Who Benefits Most From IOP
IOP substance abuse treatment can be beneficial for many people seeking treatment. This service is the best fit for someone who:
- Does not need acute medical care for withdrawal management
- Do not have a high risk for medical complications from withdrawal
- Does not require acute hospitalization for co-occurring mental health conditions
- Has been unable to avoid returning to use despite interventions at lower levels of care
- Has a high risk of returning to use without a structured treatment program
What to Expect in Intensive Outpatient Treatment
While every program is different, there are some elements that can be expected from nearly every intensive outpatient treatment program. Some of these basic features include:
- Group therapy at least three days per week
- Encouragement to participate in 12-step meetings
- Individual therapy
- Family therapy
- Access to crisis services
- Urine drug testing
Just as these are all services are commonly included in IOP, many of the same general topics are covered in most IOPs including:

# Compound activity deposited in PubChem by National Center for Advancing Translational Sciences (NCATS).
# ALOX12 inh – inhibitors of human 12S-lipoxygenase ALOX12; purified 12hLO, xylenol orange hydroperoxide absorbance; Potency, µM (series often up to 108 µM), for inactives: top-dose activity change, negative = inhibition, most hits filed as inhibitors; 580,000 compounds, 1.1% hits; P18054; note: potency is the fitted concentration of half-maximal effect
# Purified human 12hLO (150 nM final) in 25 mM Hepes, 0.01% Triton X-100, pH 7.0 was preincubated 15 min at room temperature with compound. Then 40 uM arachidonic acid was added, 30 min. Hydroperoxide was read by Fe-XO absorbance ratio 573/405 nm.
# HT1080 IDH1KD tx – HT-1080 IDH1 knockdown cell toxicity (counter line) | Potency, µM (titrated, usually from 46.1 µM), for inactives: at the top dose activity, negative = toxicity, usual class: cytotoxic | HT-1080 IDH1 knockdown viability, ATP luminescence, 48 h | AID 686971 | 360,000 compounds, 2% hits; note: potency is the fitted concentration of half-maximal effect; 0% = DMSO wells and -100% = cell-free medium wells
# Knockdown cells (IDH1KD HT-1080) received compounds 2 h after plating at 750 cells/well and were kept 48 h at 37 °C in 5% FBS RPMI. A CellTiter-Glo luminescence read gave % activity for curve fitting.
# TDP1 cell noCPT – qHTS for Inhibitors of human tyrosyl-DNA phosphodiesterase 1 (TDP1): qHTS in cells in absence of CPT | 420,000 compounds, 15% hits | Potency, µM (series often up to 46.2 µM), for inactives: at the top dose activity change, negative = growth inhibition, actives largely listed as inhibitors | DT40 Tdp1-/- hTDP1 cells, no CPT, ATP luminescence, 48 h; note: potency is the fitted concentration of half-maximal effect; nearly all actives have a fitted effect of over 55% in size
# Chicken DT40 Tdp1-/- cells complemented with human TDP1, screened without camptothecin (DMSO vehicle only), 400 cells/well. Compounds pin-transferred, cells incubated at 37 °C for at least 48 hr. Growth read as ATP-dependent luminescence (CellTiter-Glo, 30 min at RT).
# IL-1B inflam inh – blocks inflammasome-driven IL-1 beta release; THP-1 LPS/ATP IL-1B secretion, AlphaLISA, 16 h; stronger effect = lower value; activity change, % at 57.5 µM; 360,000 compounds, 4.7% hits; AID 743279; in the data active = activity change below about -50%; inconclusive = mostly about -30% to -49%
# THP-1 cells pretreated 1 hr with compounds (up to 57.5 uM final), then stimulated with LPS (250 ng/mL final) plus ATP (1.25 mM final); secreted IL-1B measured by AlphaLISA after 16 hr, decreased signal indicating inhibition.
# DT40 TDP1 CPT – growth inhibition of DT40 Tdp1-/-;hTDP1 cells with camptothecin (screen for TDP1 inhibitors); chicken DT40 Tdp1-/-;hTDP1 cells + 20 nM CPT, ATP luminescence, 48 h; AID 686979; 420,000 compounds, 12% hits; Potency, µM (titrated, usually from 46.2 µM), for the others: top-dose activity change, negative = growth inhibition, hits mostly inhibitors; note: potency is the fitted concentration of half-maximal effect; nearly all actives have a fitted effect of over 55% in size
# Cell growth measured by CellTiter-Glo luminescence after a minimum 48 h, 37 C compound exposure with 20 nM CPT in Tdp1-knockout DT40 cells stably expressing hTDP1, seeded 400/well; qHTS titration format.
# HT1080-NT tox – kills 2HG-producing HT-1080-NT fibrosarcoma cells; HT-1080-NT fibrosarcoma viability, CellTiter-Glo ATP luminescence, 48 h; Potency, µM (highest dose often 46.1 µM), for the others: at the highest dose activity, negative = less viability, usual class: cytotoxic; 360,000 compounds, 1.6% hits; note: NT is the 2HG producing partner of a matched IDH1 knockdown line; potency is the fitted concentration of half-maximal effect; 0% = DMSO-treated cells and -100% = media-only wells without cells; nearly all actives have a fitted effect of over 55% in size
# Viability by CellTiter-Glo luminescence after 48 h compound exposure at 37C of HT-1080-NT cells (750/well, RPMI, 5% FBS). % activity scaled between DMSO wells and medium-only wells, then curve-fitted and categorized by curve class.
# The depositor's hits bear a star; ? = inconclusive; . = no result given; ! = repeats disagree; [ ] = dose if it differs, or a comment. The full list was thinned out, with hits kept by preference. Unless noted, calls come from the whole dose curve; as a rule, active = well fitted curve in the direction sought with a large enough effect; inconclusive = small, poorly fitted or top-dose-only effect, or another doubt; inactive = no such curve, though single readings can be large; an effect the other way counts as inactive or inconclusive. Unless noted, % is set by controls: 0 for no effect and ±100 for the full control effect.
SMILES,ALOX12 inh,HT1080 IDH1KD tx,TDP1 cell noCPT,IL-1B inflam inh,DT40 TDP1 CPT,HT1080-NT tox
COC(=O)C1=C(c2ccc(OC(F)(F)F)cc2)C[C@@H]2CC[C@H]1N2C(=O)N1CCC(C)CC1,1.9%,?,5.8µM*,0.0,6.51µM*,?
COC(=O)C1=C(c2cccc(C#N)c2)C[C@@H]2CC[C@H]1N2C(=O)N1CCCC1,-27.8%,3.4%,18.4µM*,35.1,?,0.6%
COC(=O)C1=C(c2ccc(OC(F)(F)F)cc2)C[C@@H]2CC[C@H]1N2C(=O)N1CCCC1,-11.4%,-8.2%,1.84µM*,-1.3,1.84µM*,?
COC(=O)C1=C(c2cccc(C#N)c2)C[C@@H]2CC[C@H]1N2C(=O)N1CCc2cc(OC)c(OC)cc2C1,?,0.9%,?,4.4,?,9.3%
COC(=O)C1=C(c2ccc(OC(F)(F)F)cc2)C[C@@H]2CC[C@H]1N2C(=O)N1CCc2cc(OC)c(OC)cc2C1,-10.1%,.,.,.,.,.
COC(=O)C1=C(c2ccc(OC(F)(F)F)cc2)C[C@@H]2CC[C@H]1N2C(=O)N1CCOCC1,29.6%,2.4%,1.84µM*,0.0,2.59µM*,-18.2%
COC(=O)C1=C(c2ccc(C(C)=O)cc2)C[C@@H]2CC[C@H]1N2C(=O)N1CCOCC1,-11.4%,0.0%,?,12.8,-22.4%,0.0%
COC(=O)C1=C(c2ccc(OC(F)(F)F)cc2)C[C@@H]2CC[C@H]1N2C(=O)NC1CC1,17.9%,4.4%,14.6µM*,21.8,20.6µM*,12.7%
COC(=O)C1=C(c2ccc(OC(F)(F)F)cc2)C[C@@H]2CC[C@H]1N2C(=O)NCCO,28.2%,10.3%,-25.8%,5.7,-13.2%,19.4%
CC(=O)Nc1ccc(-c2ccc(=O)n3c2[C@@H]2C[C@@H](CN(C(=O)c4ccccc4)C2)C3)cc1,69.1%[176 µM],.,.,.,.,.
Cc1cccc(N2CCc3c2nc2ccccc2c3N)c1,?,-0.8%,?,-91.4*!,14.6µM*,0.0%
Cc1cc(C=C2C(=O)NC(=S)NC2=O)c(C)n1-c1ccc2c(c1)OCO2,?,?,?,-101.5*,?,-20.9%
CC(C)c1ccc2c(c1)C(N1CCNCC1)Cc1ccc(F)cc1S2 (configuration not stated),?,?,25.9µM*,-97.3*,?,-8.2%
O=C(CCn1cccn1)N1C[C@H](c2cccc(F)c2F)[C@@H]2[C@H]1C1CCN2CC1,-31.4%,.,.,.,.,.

- Relapse prevention
- Coping skills for managing cravings and triggers
- Understanding the underlying causes of substance use disorders
- The role of spirituality in recovery
- Stages of change
- Co-occurring mental health concerns
- Health and wellness
- Goal setting
How Long Is an IOP Program?
People considering seeking treatment often want to know exactly how long IOP programs are. While some other programs, such as residential treatment, may have a more clearly defined length, there is more variability in how long IOP treatment lasts. While some people may participate in an intensive outpatient program for months, others may only partake in a few weeks of treatment. Consulting with a treatment provider directly can give individuals a better estimate of their length of treatment based on the severity of their addiction and their unique treatment goals.
Can Family Members Participate?
Most intensive outpatient program guidelines not only allow family participation but encourage it. While family members are not able to attend groups with their loved one in most cases, substance abuse intensive outpatient program guidelines usually include family therapy. Providing education to family members can help strengthen the support network of individuals early in the recovery process, address familial dynamics that might be playing a role in addiction and set the stage for long-term recovery.
What Does It Cost?